|Photo credit: fanpop.com / Stop child abuse|
This post is another response to something I read….where my comment became way too lengthy, and spilled over into my blog. This time from a blog post on BlogHer about whether we should have any compassion for child abusers.
My honest answer? Absolutely not.
I am all about forgiveness and understanding how someone got to be where they are in life, but this is a very personal topic for me. I was abused. Physically, verbally, mentally and sexually, for nearly 10 years of my childhood. My ex-step-father was a piece of work. Was he abused as a child? Yes. Did that give him the right to hurt me and my brothers? To touch me? Hell, no.
You hear this sort of thing come forward a lot during the trials of child abuse crimes and it makes my blood boil. Just because someone was abused as a child does not give them some sort of semi-free passage to inflict pain upon any other human being, let alone a defenceless child.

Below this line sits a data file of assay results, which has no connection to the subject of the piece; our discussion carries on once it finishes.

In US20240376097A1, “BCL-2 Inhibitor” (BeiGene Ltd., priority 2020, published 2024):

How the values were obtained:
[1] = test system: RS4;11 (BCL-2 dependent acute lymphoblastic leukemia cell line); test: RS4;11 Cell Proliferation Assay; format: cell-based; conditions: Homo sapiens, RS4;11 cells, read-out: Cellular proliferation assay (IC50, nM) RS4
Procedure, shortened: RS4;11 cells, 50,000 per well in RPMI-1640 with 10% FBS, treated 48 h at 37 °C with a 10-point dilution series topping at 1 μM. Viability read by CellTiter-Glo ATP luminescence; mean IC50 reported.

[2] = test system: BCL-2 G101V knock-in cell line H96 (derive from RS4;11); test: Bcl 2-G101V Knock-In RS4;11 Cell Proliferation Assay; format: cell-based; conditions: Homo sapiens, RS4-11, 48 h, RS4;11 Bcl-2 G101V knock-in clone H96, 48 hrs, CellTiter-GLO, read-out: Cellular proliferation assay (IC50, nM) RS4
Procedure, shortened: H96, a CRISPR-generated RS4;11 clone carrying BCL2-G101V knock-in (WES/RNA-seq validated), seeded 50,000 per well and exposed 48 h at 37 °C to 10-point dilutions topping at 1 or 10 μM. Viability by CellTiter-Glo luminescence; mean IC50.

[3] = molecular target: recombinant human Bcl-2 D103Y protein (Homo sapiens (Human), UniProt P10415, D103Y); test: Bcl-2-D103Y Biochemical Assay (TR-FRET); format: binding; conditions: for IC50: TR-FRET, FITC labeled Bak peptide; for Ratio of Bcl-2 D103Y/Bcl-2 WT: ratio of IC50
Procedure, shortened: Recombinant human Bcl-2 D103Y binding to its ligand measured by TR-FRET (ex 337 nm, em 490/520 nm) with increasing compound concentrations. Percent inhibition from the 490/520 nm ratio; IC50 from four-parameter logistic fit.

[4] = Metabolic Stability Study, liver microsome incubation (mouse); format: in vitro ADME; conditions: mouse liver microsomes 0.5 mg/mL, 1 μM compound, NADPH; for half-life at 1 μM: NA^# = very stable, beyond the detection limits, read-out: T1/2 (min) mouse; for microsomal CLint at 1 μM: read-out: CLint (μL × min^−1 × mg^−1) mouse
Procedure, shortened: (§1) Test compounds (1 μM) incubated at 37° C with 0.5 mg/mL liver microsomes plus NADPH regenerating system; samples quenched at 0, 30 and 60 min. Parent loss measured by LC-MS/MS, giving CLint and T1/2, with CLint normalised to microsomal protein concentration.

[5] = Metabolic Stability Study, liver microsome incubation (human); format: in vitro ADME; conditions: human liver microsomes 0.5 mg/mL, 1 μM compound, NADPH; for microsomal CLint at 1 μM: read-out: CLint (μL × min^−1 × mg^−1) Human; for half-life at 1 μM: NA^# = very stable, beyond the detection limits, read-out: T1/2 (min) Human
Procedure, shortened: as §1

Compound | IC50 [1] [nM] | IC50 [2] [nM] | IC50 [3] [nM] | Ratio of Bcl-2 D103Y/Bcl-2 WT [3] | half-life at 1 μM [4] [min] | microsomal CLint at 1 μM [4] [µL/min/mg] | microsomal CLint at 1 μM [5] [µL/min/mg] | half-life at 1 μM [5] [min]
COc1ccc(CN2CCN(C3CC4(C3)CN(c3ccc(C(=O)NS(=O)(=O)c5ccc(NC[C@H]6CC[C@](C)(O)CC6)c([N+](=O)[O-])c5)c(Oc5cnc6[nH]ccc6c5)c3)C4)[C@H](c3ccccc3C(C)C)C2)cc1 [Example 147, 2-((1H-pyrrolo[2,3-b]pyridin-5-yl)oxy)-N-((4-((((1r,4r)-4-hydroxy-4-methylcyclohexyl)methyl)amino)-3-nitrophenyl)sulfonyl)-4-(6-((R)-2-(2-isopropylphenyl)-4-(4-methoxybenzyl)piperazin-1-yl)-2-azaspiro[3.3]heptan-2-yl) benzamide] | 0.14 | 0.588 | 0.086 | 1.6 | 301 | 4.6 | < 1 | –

There is a line of compassion based on what you do in life, and when it comes to abusing a child, that line can’t be crossed.
To be completely frank, it pisses me off. I was abused and yet I know absolutely that abuse is wrong. I don’t have some warped sense of behaviour correcting justice in my head. I look at my daughter and wonder how anyone could ever harm someone so small?!
Does she make me mad? She’s a toddler. Obviously And I am well aware that the button pushing gets worse with age. I am sure I drove my poor mother batty! But no matter what she does, it will never be ok for me to hit her, and especially not because I was hit. If anything, I feel I am more aware.
There has to be more focus on helping people overcome what they go through as a child. This is no different than promiscuity, drugs, etc, that abuse victims fall prey do. I wish more people who have been abused could stand up and talk about how good their life is. How they grew up to have success, health, love, family. I have those things, in spite of my abuse.
I have made mistakes and definitely ones that I can assign to my childhood, but there is a line, as mentioned above. And it should never be crossed.
I know this blog post doesn’t fit with the regular chipper and witty tone that I usually write with. I’m not always going to be funny. But honestly, my childhood is part of why I started Ideally speaking. It has always amazed me that I still have this Wally Cleaver-esqu way about me, even after everything I’ve been through.
Ideally speaking, no grown adult, no matter their experiences, would ever feel the need to cross that line.